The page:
Supplier Spotlight

Video Exclusives

Airbus updates on Skyways urban delivery drone

Airbus Helicopters reports that it plans to start field trials later this year in Singapore of the UAV, which is able to deliver parcels that weigh up to 4kg.

Click here to watch video

16 February, 2018



Ehang autonomous aerial vehicle manned flight tests

Chinese firm Ehang announced that it has achieved a series of manned flight tests carrying one and two passengers, including its CEO and government officials.

Click here to watch video

06 February, 2018

 

To watch more videos, click here

We'd like to know, what do you think are the greatest engineering challenges to be solved for electric and hybrid aircraft, before they can be used more widely in aviation?

Industry Opinion

« back to blog listings

Consider inspections from the start when using 3D printing

With the use of additive manufacturing (AM) on the increase in the aerospace industry, the lack of standards for testing such products is a source of growing concern.

AM offers total freedom in designing components but at the same time, it makes non-destructive testing (NDT) difficult. Firstly, the more complex the component is both internally and externally, the harder it is to inspect. Another issue is that AM creates a surface finish that is typically rougher than conventional manufacturing processes so inspection methods such as ultrasound, which require a finer surface, are less suitable.

Image courtesy of 3T RPD Ltd.

Internationally, a lot of effort is going into creating inspection standards and there is a real sense of urgency, as I am aware from my own work helping to develop best practice guidelines for BSI and ASTM.

X-ray computed tomography is emerging as the most promising inspection technology but it has its limitations and there is room for improvement to adapt it better to AM although research is taking place in this area. While computed/digital radiography is sometimes used, detecting flaws accurately depends on selecting the correct settings, such as enough projections to cover the part thoroughly.

The ideal solution would be to inspect products during the manufacturing process and take a snapshot of every layer. Some machines already have the capability to do this, but the next step would be to develop systems which could spot the defects themselves and raise the alarm.

Another solution might be to inspect after machining. The smoother surface would potentially allow the use of other inspection methods, although this would add further to the manufacturing cost if the part is found to be defective after machining. Another post-process is hot isostatic pressing, which has shown to reduce the size of internal defects in the parts.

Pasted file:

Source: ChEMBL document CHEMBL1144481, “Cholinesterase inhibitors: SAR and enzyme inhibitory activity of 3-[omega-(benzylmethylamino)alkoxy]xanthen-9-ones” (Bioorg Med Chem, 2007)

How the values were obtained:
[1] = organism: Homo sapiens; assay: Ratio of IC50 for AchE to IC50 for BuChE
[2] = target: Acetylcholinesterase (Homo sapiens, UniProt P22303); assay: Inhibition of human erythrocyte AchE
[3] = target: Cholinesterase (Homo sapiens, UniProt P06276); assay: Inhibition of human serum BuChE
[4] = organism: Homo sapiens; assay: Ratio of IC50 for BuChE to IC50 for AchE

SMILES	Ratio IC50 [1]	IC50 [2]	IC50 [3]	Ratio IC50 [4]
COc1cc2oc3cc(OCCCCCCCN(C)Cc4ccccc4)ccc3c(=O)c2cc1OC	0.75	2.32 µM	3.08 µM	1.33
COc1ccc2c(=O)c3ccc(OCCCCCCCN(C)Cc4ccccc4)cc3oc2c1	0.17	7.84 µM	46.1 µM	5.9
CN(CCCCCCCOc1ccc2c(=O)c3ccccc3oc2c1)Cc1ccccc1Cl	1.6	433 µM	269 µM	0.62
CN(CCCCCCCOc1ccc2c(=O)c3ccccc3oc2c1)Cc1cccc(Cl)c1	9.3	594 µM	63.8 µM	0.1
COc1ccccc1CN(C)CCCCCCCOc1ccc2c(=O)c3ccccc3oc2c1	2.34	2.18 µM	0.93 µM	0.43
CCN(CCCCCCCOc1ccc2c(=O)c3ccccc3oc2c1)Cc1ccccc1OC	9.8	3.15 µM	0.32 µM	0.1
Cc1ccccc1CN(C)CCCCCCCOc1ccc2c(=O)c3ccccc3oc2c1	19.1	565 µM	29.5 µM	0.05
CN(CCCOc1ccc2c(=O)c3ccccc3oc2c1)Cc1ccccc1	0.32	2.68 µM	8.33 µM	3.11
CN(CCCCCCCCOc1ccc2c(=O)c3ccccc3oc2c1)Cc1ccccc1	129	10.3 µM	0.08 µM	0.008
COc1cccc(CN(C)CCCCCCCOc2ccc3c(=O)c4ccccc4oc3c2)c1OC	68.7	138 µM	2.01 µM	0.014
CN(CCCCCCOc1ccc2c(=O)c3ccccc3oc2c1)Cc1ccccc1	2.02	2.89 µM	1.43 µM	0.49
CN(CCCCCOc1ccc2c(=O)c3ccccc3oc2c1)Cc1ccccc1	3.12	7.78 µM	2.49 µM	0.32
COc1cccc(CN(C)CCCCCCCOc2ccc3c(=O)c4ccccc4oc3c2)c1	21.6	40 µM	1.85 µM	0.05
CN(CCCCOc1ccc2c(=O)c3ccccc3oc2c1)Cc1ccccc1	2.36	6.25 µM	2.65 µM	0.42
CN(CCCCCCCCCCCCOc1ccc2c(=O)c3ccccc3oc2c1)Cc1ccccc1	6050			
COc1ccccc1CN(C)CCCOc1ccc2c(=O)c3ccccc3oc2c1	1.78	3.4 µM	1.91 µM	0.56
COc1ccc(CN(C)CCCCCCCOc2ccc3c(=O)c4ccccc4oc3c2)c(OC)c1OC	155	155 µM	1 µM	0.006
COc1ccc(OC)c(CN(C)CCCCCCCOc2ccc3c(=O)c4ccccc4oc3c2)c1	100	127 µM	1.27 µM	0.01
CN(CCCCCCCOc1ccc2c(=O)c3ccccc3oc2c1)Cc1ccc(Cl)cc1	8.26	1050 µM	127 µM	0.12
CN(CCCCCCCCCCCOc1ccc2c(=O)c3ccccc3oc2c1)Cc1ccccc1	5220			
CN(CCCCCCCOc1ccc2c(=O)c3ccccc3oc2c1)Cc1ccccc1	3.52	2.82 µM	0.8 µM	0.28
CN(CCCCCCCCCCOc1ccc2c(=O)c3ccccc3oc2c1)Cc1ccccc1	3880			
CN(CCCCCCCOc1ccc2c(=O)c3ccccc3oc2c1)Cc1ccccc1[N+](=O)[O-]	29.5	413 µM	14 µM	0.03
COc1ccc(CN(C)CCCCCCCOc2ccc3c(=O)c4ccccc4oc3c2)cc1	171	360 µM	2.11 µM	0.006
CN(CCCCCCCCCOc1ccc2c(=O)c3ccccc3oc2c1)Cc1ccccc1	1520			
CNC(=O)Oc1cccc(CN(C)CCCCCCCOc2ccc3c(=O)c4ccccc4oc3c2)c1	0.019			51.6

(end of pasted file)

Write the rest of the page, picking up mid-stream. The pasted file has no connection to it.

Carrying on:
For now, companies should use only experienced practitioners, carry out visual inspection as an initial step, and when in doubt use double testing – where the product is inspected twice by different inspectors. Ultimately, manufacturers need to consider how critical the part is in safety terms and the requirements for inspection when making the decision to use additive manufacturing.

 

Dr Ben Dutton is a senior research engineer in the Metrology and NDT group at the Manufacturing Technology Centre (MTC), Coventry, UK. An instrumentation scientist, he has over 25 years’ experience in both academia and industry and 12 years’ experience in NDT. Dr Dutton will be speaking about inspection of AM components at 4pm on Tuesday 8 September at Materials Testing 2015 at Telford International Centre. For further information see www.materialstesting.org

 

Comments:

There are currently no comments.

If you would like to post a comment about this blog, please click here.
RECEIVE THE
LATEST NEWS


Your email address:



Read Latest Issue

Read Latest Issue

Web Exclusives

In just six months, the US Air Force publicly announced and flew its Light Attack Experiment, pitching four platforms against a series of demanding mission objectives
Click here to read more

A new flight test project led by Airbus spearheads an EU effort to see if laminar-flow wings can be produced on an industrial scale
Click here to read more

BAE Systems’ structural test team at Brough has now completed a third cycle of F-35A fatigue testing
Click here to read more

Two leading test pilot schools continue to invest in aircraft, equipment and new approaches to better meet the changing needs of industry 
Click here to read more

What role will wind tunnels play in the testing of future aircraft? NASA’s latest supersonic testing program provides some clues
Click here to read more


Supplier Spotlight

Supplier SpotlightClick here for listings and information on leading suppliers covering all aspects of the aerospace testing industry. Want to see your company included? Contact tom.eames@ukimediaevents.com for more details.

Submit your industry opinion

Industry BlogDo you have an opinion you'd like to share with the aerospace testing community? Good or bad, we'd like to hear your views and opinions on the leading issues shaping the industry. Share your comments by sending up to 500 words to anthony.james@ukimediaevents.com

Submit Your Recruitment Ad

Recruitment AdTo send us your recruitment advertising or to receive information on placing a banner please email ben.sampson@ukimediaevents.com